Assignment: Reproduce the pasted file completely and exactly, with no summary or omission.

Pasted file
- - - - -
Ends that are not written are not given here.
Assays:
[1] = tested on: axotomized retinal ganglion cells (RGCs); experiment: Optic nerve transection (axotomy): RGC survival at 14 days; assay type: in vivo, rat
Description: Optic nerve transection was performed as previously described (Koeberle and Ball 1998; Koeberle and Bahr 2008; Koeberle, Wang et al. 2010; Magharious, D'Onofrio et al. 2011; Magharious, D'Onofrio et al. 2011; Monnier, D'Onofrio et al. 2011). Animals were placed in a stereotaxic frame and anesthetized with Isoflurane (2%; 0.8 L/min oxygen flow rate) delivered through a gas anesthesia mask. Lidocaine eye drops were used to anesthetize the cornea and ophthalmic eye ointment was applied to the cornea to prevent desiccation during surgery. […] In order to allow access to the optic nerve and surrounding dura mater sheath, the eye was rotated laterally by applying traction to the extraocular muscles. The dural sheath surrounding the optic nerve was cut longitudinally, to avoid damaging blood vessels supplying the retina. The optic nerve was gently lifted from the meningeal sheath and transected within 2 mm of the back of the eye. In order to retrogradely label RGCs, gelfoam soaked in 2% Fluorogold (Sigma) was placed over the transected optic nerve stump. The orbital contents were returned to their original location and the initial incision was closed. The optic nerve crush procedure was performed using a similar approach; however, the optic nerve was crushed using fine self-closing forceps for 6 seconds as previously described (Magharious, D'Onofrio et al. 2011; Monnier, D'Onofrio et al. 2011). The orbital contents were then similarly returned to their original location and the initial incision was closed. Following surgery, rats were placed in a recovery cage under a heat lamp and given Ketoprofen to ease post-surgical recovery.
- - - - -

Ends that are not written are not given here.
Assays:
[1] = tested on: axotomized retinal ganglion cells (RGCs); experiment: Optic nerve transection (axotomy): RGC survival at 14 days; assay type: in vivo, rat
Description: Optic nerve transection was performed as previously described (Koeberle and Ball 1998; Koeberle and Bahr 2008; Koeberle, Wang et al. 2010; Magharious, D'Onofrio et al. 2011; Magharious, D'Onofrio et al. 2011; Monnier, D'Onofrio et al. 2011). Animals were placed in a stereotaxic frame and anesthetized with Isoflurane (2%; 0.8 L/min oxygen flow rate) delivered through a gas anesthesia mask. Lidocaine eye drops were used to anesthetize the cornea and ophthalmic eye ointment was applied to the cornea to prevent desiccation during surgery. […] In order to allow access to the optic nerve and surrounding dura mater sheath, the eye was rotated laterally by applying traction to the extraocular muscles. The dural sheath surrounding the optic nerve was cut longitudinally, to avoid damaging blood vessels supplying the retina. The optic nerve was gently lifted from the meningeal sheath and transected within 2 mm of the back of the eye. In order to retrogradely label RGCs, gelfoam soaked in 2% Fluorogold (Sigma) was placed over the transected optic nerve stump. The orbital contents were returned to their original location and the initial incision was closed. The optic nerve crush procedure was performed using a similar approach; however, the optic nerve was crushed using fine self-closing forceps for 6 seconds as previously described (Magharious, D'Onofrio et al. 2011; Monnier, D'Onofrio et al. 2011). The orbital contents were then similarly returned to their original location and the initial incision was closed. Following surgery, rats were placed in a recovery cage under a heat lamp and given Ketoprofen to ease post-surgical recovery.